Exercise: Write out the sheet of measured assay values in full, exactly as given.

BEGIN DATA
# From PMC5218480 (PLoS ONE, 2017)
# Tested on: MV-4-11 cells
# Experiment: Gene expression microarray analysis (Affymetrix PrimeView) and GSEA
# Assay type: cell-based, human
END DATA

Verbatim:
# From PMC5218480 (PLoS ONE, 2017)
# Tested on: MV-4-11 cells
# Experiment: Gene expression microarray analysis (Affymetrix PrimeView) and GSEA
# Assay type: cell-based, human